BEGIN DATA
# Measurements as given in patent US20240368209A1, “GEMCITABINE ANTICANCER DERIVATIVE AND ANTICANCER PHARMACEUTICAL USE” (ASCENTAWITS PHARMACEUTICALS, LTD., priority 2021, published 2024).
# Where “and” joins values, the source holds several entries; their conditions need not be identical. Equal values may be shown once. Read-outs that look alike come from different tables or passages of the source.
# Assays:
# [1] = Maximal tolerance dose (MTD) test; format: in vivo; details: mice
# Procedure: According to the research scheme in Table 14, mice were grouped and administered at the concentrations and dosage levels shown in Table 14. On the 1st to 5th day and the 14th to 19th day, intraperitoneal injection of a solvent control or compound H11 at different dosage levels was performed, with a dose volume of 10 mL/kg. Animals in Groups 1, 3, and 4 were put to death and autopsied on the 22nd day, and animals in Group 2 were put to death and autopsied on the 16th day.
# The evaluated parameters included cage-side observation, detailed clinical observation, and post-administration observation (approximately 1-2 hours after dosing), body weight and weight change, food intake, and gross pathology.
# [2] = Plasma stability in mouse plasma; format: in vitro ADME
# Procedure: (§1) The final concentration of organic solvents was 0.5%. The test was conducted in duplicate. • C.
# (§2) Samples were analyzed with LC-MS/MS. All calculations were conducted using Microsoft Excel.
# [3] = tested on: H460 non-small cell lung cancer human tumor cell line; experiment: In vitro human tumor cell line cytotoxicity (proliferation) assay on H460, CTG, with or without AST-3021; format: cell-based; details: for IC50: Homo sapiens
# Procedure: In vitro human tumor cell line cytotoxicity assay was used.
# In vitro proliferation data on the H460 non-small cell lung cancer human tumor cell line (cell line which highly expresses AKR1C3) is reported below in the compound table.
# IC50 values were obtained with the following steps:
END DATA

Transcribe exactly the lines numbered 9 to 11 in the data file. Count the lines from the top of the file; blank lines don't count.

# (§2) Samples were analyzed with LC-MS/MS. All calculations were conducted using Microsoft Excel.
# [3] = tested on: H460 non-small cell lung cancer human tumor cell line; experiment: In vitro human tumor cell line cytotoxicity (proliferation) assay on H460, CTG, with or without AST-3021; format: cell-based; details: for IC50: Homo sapiens
# Procedure: In vitro human tumor cell line cytotoxicity assay was used.